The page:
Cooked fruit—what? We eat fruit fresh! Yes, but what about in the winter when you long for summer’s bounty? That’s when stewed fruit can be the answer.
Cooking fruit is in my genes. I remember the spicy aromas—the embodiment of love!—coming from my grandmother’s fruit concoctions as they simmered on the stove. She mixed together fruit canned in syrup and sweetened frozen and dried fruit, so her juicy delicacies were definitely dessert. My recipe uses unsweetened dried and frozen fruit that cooks down, so my finished product is tangy and sweet with a concentrated, rich fruit flavor.
Because I include a lot of fruit, we use it as an accent at breakfast. We top our yogurt with it, mix it into cooked cereal, or spread it on our toast like jam. But I imagine a spoonful of compote could add depth to a vegetable-bean soup in winter or a stone-fruit soup in summer.
A jar of your unique blend of stewed fruit could make a lovely homemade holiday gift for friends and family, and it’s easy to make!
An homage to grandma’s fruit compote
I select fruit without sugar (or chemical additives), so if your compote isn’t sweet enough, you can add honey or another sweetening agent at the end of cooking or at serving time.Try different fruit combinations to see what you like.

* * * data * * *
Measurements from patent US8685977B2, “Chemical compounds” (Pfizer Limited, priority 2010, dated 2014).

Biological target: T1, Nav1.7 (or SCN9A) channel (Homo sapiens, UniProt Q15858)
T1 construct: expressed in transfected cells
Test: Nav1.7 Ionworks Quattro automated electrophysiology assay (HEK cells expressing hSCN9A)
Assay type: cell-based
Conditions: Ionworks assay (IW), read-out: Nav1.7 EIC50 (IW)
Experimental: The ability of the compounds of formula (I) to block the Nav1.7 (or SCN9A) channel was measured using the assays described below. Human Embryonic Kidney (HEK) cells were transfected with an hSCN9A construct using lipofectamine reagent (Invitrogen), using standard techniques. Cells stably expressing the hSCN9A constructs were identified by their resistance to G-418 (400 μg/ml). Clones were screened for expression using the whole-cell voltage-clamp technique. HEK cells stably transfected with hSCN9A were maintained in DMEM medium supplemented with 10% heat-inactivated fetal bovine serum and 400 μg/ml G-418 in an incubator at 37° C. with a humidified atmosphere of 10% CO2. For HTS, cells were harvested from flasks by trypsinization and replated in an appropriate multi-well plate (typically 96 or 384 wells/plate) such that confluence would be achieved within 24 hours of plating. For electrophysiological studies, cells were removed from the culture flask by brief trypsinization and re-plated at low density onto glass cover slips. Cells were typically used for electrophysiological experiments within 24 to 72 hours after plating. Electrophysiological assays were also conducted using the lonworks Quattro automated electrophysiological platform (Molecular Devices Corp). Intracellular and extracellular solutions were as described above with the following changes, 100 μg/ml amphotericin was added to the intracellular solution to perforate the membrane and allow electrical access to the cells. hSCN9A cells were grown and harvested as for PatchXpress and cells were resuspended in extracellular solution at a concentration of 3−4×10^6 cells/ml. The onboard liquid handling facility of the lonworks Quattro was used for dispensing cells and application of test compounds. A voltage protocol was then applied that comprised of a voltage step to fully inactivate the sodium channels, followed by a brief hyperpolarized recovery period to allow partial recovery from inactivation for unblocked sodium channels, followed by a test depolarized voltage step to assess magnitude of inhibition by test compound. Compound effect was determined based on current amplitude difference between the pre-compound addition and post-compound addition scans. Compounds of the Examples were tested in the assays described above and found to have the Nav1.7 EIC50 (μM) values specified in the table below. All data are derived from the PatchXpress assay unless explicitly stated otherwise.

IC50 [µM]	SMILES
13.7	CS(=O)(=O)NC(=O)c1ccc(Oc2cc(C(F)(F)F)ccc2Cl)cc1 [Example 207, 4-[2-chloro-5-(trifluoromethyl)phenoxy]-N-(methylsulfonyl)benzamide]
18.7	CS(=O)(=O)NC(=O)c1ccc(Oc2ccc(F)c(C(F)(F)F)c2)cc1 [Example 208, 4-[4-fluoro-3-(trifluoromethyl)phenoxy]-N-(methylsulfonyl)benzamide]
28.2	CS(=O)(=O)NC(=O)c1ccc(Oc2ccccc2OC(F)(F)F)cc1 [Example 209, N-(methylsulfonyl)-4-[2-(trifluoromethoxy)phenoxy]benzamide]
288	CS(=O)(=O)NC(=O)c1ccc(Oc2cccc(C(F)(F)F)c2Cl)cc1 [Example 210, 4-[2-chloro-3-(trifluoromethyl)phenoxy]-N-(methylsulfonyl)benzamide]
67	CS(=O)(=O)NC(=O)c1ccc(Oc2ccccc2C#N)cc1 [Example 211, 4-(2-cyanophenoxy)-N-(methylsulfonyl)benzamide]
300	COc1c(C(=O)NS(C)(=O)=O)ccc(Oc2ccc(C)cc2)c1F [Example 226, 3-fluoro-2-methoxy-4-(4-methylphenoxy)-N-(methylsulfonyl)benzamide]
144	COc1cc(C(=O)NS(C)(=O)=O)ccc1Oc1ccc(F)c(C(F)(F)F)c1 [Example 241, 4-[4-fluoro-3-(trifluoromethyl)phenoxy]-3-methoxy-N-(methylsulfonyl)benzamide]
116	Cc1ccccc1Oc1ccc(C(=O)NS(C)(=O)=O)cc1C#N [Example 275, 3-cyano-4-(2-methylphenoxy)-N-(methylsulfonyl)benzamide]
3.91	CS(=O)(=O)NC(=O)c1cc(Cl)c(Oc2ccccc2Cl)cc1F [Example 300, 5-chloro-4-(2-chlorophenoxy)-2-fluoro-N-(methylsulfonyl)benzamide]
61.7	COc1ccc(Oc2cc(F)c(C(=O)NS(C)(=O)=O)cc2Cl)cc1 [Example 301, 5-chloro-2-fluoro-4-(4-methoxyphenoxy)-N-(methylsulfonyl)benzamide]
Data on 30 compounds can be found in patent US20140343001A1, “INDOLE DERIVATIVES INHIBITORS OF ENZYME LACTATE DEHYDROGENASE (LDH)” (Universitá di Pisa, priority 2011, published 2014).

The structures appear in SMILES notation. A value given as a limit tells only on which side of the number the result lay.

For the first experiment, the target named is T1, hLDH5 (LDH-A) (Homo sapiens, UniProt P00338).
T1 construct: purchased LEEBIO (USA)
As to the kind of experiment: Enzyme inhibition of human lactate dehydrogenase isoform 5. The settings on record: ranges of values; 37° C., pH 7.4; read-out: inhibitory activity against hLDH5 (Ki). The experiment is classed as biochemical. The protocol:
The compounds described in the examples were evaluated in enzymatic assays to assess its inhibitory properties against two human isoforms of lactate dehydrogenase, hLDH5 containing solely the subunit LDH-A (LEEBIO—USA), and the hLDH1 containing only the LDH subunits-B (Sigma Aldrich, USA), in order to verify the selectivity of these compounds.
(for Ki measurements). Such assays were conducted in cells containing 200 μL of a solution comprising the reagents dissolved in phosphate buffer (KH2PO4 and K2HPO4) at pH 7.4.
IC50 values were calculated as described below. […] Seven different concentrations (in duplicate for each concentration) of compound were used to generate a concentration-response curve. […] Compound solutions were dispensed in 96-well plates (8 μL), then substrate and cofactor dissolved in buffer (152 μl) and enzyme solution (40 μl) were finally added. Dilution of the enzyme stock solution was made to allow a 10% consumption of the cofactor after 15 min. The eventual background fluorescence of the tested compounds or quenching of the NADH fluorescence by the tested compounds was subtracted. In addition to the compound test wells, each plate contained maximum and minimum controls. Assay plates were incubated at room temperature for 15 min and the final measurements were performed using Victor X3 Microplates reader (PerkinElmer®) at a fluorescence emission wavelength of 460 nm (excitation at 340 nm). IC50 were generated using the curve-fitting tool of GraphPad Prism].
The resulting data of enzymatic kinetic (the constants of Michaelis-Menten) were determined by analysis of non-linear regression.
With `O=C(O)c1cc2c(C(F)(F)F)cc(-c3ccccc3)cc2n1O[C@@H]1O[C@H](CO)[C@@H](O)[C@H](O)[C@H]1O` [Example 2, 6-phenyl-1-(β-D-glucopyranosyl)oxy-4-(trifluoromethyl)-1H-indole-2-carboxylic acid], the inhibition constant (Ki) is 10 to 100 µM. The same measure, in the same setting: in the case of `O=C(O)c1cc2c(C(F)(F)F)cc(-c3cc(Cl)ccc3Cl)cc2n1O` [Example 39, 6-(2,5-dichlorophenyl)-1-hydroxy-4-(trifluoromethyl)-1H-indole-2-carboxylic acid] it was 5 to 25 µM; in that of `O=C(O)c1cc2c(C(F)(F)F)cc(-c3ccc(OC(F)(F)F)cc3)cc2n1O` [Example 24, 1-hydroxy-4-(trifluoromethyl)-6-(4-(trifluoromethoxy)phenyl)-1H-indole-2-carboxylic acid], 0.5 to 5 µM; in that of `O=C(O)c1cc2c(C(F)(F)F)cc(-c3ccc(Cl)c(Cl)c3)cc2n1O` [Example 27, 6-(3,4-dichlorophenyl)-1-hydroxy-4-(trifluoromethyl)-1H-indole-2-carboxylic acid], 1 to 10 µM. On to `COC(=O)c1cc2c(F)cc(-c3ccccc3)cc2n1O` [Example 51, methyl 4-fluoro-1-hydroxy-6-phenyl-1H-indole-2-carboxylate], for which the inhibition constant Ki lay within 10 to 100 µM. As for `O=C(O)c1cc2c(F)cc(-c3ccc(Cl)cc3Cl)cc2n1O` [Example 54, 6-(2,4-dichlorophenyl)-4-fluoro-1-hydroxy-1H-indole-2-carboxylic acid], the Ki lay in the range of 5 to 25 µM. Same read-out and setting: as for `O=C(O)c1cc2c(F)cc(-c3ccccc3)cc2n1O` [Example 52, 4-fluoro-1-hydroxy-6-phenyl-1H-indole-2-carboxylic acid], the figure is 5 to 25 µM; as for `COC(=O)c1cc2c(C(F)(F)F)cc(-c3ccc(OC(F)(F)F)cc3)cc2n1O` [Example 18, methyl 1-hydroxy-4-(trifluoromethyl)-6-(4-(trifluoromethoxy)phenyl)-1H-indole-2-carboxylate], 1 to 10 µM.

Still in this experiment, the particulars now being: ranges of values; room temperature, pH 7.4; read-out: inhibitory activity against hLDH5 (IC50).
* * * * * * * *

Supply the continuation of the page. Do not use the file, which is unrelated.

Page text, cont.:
- dried unsweetened apples, apricots, cherries, mango, peaches, pears, pineapple
- prunes (aka dried plums)
- raisins (aka dried grapes)
- dried or frozen unsweetened berries
- zest and juice from 1 or 2 lemons
- water or unsweetened fruit juice
- Cut or chop dried fruit into small pieces. Put all fruit, including frozen berries if using, in a bowl and cover with boiling water. Let sit until soft, about 10 minutes.
- Add fruit with the soaking water and lemon zest and juice to a large saucepan and cook over medium heat. Add water or juice to cover by 1 inch.
- Cover and bring to a boil, then turn down to low. Add more water or juice as fruit cooks so the fruit doesn’t stick and to create the consistency you like (if needed, cook uncovered to reduce liquid). Cook until soft.
- When cool, transfer to airtight jars or containers and chill. Compote keeps well, like jam.